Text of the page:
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Impact
Dashboard
2019

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Impact on client
business

Impact on client business

To explore the extent to which our support impacts on client businesses, we evaluate how a given media company's reach, revenues and viability evolve over the course of their involvement with MDIF. For the first time, this year we also present client evaluation of impact, including clients' accounts of how MDIF has impacted on their companies.

MDIF's approach to measuring impact on client business
MDIF's approach to measuring impact on client business

Reach

Client reach

Total annual client reach by type, 2014-2018
Total annual client reach by type, 2014-2018

In 2018, 92.5 million people received their news from MDIF clients, 51.9 million online and 40.6 million through traditional media, such as TV, radio and newspapers. For the third consecutive year, more people received news from MDIF clients online than through traditional means.

Client reach

Change in client reach from first year with MDIF
Change in client reach from first year with MDIF

After five years of working with MDIF, client reach increased on average by 191.1% (a median of 33.2%), with a median year-over-year growth rate of 7% (CAGR) over the same period. In mission terms, increased reach means that more individuals have access to quality, independent news. In financial terms, audience growth is critical to the long-term sustainability of the media companies we support.

Revenues

Client revenues

MDIF revenue leverage in 2018
MDIF sales leverage in 2018

In 2018, MDIF clients generated $355.2 million in revenues. Revenue leverage – the ratio of total client revenues to the amount we have invested – stood at 1:5.97 in 2018, meaning that each dollar invested by MDIF leveraged $5.97 in client revenues.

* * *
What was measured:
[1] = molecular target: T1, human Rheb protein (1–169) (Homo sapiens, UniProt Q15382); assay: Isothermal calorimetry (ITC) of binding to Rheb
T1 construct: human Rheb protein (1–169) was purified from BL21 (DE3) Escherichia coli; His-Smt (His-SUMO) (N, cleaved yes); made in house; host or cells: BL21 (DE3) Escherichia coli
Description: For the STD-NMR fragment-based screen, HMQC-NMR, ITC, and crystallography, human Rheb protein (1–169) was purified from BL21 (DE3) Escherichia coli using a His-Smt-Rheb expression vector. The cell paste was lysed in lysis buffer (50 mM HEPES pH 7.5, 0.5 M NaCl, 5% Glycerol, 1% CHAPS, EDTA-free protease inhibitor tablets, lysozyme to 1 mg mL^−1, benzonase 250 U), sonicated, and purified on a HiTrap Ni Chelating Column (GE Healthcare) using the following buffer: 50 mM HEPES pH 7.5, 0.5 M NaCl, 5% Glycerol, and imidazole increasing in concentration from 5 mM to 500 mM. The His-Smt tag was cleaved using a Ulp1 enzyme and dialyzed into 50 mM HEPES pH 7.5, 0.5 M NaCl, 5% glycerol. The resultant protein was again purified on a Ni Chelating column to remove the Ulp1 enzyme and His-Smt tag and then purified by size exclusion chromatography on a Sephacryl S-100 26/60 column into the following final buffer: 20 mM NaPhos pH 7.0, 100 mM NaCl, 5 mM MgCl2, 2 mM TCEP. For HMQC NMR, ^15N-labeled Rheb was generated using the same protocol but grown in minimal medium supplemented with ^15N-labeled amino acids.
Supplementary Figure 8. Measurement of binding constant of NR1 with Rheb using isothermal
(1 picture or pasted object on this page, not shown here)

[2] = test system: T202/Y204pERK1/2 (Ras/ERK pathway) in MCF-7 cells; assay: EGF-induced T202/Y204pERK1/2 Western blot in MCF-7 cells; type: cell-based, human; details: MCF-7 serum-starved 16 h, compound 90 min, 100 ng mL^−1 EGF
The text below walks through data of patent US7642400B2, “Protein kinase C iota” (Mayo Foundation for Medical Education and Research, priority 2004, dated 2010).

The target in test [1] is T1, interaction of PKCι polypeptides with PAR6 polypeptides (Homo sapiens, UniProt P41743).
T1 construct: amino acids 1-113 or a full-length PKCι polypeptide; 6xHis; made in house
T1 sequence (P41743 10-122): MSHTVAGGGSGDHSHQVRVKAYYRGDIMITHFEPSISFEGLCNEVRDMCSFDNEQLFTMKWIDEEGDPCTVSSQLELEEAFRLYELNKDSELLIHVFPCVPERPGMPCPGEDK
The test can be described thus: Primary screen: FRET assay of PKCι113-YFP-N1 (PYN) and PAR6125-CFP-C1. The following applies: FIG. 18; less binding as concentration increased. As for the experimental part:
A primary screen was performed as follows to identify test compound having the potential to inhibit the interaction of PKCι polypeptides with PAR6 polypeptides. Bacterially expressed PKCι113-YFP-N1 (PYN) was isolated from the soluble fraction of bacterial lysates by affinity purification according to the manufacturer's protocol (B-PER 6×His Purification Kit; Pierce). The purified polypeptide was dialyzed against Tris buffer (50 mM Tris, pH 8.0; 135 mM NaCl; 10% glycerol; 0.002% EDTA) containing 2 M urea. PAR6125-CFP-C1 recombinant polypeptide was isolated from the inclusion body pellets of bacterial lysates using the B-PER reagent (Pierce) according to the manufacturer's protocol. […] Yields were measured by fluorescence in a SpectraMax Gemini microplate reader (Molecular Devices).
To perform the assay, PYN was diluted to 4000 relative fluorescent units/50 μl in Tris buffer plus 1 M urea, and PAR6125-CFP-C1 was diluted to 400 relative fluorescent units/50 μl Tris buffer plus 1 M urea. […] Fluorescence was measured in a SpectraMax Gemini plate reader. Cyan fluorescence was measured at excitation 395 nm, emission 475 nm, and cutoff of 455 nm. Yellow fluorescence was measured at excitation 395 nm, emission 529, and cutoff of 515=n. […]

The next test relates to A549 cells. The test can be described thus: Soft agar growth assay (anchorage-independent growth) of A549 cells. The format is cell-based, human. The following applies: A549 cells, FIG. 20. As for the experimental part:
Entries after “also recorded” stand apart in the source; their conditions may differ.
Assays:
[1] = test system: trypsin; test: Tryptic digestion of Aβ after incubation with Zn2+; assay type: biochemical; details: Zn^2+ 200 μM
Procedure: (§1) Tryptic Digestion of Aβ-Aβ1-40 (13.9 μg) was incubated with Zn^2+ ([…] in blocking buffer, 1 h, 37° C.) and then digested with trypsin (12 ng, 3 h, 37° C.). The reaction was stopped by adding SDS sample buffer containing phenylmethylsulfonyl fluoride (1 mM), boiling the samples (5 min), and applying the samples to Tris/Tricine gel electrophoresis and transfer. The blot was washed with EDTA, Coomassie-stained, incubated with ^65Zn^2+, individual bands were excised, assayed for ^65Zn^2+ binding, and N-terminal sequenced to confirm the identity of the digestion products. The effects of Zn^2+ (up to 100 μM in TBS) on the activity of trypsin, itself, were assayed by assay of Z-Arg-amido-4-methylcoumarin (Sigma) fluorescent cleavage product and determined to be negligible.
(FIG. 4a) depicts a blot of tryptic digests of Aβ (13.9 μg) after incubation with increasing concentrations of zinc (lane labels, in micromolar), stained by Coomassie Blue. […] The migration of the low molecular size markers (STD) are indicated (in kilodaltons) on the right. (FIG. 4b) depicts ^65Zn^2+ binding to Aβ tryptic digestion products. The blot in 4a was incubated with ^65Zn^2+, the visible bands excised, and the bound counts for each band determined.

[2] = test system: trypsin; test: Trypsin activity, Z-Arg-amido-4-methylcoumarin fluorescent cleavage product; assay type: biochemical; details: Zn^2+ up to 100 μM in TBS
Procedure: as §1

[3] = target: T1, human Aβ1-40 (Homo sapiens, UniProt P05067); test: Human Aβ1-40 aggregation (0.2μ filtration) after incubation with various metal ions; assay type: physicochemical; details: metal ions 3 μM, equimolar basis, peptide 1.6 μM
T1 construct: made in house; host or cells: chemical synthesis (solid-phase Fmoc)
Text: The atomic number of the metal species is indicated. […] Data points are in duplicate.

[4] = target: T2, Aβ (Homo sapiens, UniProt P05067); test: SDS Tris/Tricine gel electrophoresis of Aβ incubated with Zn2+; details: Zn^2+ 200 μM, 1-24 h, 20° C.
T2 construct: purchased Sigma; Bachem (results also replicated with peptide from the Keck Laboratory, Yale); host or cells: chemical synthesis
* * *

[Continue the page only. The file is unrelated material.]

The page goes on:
Client revenues

Change in client revenues from first year with MDIF
Change in client revenues from first year with MDIF

After five years of working with MDIF, clients increased their revenues by 218.3% on average (a median of 80.1%), with a median year-over-year growth rate of 16% (CAGR) over the same period. The increase in revenues contributes to the long-term financial well-being of the media we support, which in turn enables high-impact journalism.

Viability

Client viability

Annual median risk rating, 2000-2018
Annual median risk rating, 2000-2018

In 2018, 76.7% of MDIF loan clients were classified as having low or moderate risk. The median risk rating of our loan portfolio was 5.65, squarely within the moderate risk range on the nine-point scale and consistent with previous years.

Client viability

Biggest challenge MDIF clients faced in 2018
Biggest challenge MDIF clients faced in 2018

In 2018, according to the survey responses of the companies we support, economic and business challenges have posed the greatest risks to their work. The results validate our mission to provide financing that helps independent media companies to provide the news, information and debate that people need to build free, thriving societies.

Client evaluation
of impact

Client evaluation of impact

Clients' perceived changes
Clients perceived changes

In 2018, 70.3% of MDIF clients agreed or strongly agreed that there had been changes in their company because of their involvement with MDIF. 82.4% of MDIF clients who received capacity building support from MDIF in 2018 agreed or strongly agreed that there had been changes in their company because of that support. 100% of the changes that occurred as a result of the involvement with MDIF or as a result of capacity building support were viewed as positive.